Today there are still a lot of historical buildings remaining like the Boston Township Hall that was built in 1887, the Boston Community Church at the corner of Boston Mills Rd & Hines Hill Rd, & the Boston Mill Station that is still in use by the Cuyahoga Valley Scenic Railroad which operates train rides for local tourism. The Boston Mill Store is a visitors center & the M.D. Garage on Boston Mills Rd is restored & houses historical exhibits. There are also some abandoned & reportedly haunted houses around town. The Boston Mills Historic District was added to the National Register of Historic Places in 1992.
Lucy Run, OH – (1806 – present farming town with no growth)
Classification: small town
Location: Batavia Township, Clermont County – On Lucy Run Cemetery Rd off of SR 132
Lucy Run was first settled by Charles Robinson (1763 – 1846) & his wife Asseneth (Martin) Robinson (1768 – 1835), who came to Ohio from New England in 1806. Charles was a farmer & built a church in 1808 that was later moved to Amelia, OH & became its Methodist church. Lucy Run also had a one room schoolhouse that sits next to the cemetery & is currently a private residence.
The area was named after Lucy Robinson who was either a daughter or niece of Charles & Asseneth. She was engaged to be married in 1806 or 1807 with a local man who had met another woman. He showed up at the Robinson cabin one day & told Lucy the bad news that he couldn’t marry her because he was in love with someone else. After he left, the distraught Lucy mounted a horse & rode after him in an attempt to change his mind, or maybe kick his ass. No one is certain about that. A bad storm was rolling through the area & Lucy fell off her horse into the swollen creek near her family’s cabin & drowned.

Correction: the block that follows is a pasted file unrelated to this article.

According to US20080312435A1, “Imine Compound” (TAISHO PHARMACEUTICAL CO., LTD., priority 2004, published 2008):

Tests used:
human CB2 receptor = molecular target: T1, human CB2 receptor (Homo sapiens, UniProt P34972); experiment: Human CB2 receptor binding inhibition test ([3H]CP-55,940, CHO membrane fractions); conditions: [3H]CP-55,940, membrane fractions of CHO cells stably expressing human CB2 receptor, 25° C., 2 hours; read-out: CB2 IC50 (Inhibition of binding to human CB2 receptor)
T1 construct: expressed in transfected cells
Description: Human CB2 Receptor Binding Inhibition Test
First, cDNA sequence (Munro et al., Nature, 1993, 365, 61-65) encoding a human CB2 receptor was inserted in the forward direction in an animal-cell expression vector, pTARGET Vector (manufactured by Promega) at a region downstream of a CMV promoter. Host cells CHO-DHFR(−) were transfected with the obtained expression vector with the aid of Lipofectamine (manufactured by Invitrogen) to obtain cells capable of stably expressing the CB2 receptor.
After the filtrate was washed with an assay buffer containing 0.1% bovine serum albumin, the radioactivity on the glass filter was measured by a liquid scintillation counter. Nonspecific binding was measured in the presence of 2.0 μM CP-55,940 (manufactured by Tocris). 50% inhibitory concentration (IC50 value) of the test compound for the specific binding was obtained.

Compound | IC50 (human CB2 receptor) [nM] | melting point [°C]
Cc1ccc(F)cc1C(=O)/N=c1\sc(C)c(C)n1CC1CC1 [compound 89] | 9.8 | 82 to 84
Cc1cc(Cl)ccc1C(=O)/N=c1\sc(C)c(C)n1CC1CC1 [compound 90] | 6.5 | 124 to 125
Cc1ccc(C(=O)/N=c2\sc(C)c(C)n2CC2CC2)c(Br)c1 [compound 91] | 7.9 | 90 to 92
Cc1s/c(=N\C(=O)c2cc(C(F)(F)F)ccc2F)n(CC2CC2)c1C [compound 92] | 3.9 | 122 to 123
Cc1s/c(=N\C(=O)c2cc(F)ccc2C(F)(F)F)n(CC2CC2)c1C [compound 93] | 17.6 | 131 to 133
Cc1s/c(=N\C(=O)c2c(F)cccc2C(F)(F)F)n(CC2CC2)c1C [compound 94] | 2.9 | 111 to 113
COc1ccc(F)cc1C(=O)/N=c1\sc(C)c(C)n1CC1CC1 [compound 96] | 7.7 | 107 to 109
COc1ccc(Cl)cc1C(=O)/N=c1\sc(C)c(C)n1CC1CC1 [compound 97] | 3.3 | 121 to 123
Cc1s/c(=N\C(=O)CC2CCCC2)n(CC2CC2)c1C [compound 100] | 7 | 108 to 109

The creek was later named Lucy Run & the road still bears the name to this day. Lucy can supposedly be seen at night, running in a white gown from the creek to the cemetery or from the cemetery & across the creek to where the Robinson cabin was, looking for her estranged lover. It’s one of the most infamous ghost stories in Clermont County. Lucy was buried in an unmarked grave in the Robinson family Plot in Lucy Run Cemetery on Lucy Run Cemetery Rd. The town never grew to be more than a hamlet & is currently considered to be part of Amelia.